BBC NEWS Americas Africa Europe Middle East South Asia Asia Pacific Chinese Vietnamese Burmese Thai Indonesian
BBCi NEWS   SPORT   WEATHER   WORLD SERVICE   A-Z INDEX     

BBC News World Edition
 You are in: Asia-Pacific  
News Front Page
Africa
Americas
Asia-Pacific
Europe
Middle East
South Asia
UK
Business
Entertainment
Science/Nature
Technology
Health
-------------
Talking Point
-------------
Country Profiles
In Depth
-------------
Programmes
-------------
BBC Sport
BBC Weather
SERVICES
-------------
LANGUAGES
EDITIONS
Thursday, 29 August, 2002, 07:18 GMT 08:18 UK
Taiwan to ease China trade rules
Advert billboard for Chinese beer
China will be able to advertise products in Taiwan

Taiwan's government has announced plans to lift more restrictions that currently limit business exchanges with China.

The island says it will allow Chinese companies to advertise their products on the island.

And it will make it easier for Chinese employees of large firms to work in Taiwan.

In a process that began last year, Taiwan is slowly dismantling its 50-year-old restrictions on trade with mainland China.

In the latest move, the chairwoman of Taiwan's Mainland Affairs Council, Tsai Ing-wen, has announced that she wants to end a ban on Chinese firms advertising goods and property on the island.

She said she is submitting changes to the law to be approved by Taiwan's parliament.

More people from mainland China will be able to make business trips to Taiwan, and Chinese employees of multinational, or Taiwanese, companies will be allowed to work in Taiwan.

Taiwan's government wants to try to balance up its economic exchanges with China. At present the majority of the money of investment has been in one direction, from Taiwan to China.

It is hoped the changes will help boost the island's advertising and media industries.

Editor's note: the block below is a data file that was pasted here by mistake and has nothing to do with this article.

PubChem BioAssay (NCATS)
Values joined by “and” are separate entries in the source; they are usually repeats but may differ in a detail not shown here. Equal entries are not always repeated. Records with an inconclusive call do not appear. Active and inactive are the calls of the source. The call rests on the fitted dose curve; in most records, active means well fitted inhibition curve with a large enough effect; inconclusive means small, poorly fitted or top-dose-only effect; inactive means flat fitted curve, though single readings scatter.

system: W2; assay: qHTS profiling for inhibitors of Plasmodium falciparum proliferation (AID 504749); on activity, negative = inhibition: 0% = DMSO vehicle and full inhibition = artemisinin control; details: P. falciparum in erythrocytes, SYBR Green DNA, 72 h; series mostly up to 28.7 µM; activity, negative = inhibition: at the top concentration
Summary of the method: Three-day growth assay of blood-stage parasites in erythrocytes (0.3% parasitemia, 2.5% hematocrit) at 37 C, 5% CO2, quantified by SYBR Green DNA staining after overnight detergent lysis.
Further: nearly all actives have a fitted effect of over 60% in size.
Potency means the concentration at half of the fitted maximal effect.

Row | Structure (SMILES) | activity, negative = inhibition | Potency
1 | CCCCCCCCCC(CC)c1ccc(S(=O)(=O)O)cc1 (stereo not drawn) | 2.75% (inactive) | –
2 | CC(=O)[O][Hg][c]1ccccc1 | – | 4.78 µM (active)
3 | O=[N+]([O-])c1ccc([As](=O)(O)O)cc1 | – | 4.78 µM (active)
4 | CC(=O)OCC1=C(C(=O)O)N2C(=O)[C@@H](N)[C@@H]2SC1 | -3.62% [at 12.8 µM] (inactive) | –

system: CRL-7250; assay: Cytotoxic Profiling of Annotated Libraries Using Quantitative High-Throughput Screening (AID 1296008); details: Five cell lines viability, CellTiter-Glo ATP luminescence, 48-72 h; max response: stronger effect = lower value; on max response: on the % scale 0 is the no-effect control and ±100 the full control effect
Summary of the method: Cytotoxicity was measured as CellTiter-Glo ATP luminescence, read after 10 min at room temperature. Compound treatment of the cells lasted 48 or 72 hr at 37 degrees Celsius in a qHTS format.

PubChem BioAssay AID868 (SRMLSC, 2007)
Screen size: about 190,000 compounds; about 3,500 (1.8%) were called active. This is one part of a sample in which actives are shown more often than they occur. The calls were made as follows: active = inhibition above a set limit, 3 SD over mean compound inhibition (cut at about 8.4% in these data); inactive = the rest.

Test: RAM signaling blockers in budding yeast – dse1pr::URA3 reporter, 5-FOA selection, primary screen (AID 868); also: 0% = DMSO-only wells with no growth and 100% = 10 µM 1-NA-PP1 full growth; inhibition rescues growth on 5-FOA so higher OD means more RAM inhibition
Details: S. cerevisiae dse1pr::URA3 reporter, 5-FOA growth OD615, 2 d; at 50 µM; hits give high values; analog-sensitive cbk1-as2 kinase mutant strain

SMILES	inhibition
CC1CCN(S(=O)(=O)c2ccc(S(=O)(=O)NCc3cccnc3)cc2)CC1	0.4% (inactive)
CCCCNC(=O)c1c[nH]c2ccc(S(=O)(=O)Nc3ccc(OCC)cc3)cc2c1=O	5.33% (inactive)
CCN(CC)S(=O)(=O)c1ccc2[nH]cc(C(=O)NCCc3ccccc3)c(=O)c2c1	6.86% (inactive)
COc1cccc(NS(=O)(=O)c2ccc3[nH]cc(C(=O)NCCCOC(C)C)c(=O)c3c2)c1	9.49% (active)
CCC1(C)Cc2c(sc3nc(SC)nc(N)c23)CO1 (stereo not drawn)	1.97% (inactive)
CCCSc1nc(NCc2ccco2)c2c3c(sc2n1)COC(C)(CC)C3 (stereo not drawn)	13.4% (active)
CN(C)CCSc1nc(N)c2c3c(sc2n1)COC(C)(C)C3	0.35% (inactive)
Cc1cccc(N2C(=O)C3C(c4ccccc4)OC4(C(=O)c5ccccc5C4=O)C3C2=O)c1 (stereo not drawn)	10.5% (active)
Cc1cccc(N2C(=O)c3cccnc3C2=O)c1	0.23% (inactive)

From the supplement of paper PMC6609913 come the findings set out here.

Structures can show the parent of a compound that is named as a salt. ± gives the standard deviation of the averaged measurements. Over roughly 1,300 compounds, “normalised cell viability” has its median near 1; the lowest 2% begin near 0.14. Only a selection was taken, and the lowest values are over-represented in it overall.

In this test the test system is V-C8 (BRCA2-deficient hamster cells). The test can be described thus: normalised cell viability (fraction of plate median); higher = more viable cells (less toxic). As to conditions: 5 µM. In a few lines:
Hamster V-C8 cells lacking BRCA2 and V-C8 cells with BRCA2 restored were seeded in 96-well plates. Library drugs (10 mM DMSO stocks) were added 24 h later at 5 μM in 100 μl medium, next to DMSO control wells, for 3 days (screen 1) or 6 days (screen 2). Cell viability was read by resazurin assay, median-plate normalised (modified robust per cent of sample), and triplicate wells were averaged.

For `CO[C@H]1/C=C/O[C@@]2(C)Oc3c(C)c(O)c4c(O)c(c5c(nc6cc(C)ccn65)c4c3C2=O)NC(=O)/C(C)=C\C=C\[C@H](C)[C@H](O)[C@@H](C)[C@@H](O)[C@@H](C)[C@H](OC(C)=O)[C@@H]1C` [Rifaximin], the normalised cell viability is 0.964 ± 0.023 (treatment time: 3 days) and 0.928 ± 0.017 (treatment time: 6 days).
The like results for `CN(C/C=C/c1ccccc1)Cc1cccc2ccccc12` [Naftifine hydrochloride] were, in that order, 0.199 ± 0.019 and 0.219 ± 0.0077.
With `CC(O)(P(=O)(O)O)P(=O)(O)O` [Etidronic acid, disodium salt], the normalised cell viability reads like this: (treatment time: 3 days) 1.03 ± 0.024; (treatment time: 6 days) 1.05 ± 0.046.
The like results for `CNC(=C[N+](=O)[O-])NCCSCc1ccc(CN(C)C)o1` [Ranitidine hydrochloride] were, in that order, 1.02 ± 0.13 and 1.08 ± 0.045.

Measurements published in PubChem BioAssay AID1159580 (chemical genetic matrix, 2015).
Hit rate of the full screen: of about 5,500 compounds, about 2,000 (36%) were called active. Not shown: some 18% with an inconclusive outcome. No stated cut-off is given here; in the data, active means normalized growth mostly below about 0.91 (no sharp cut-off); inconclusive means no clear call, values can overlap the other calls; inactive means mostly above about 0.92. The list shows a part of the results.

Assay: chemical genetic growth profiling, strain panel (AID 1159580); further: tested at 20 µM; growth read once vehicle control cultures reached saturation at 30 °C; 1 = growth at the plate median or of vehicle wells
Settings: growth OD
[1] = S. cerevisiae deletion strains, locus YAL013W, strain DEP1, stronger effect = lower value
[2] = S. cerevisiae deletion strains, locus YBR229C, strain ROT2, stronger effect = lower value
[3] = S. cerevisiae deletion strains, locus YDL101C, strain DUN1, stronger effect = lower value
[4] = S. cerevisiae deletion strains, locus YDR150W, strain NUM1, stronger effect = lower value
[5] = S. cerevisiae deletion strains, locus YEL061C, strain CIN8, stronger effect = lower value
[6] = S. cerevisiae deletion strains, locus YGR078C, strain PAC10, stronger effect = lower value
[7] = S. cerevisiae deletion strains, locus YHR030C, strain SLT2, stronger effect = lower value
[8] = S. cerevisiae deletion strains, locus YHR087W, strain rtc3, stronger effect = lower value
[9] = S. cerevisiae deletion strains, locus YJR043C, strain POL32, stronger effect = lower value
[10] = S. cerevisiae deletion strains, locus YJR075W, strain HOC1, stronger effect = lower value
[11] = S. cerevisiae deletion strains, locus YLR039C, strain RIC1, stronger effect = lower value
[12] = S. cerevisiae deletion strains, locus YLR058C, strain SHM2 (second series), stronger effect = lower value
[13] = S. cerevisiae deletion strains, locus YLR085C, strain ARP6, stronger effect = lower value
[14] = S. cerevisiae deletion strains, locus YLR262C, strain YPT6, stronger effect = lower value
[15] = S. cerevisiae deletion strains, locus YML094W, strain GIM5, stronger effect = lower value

Taiwan's government has been under pressure from local companies to make it easier to do business across the Taiwan Strait.

Direct links stuck

Vast amounts of trade are already done with its old political rival, and the island's government is having to update its laws to reflect the new reality.

On the biggest issue of all though - opening up direct shipping, transport and postal links with mainland China - there is little sign of progress.

The two sides are still not talking to each other, and remarks by Taiwan's President, Chen Shui-bian, earlier this month, that the island is a separate country from China, angered Beijing.

There is no sign it will be willing to sit down and negotiate with his government in the near future.

See also:

22 May 02 | Asia-Pacific
10 Aug 02 | Asia-Pacific
07 Aug 02 | Asia-Pacific
06 Aug 02 | Asia-Pacific
Internet links:


The BBC is not responsible for the content of external internet sites

Links to more Asia-Pacific stories are at the foot of the page.


E-mail this story to a friend

Links to more Asia-Pacific stories

© BBC ^^ Back to top

News Front Page | Africa | Americas | Asia-Pacific | Europe | Middle East |
South Asia | UK | Business | Entertainment | Science/Nature |
Technology | Health | Talking Point | Country Profiles | In Depth |
Programmes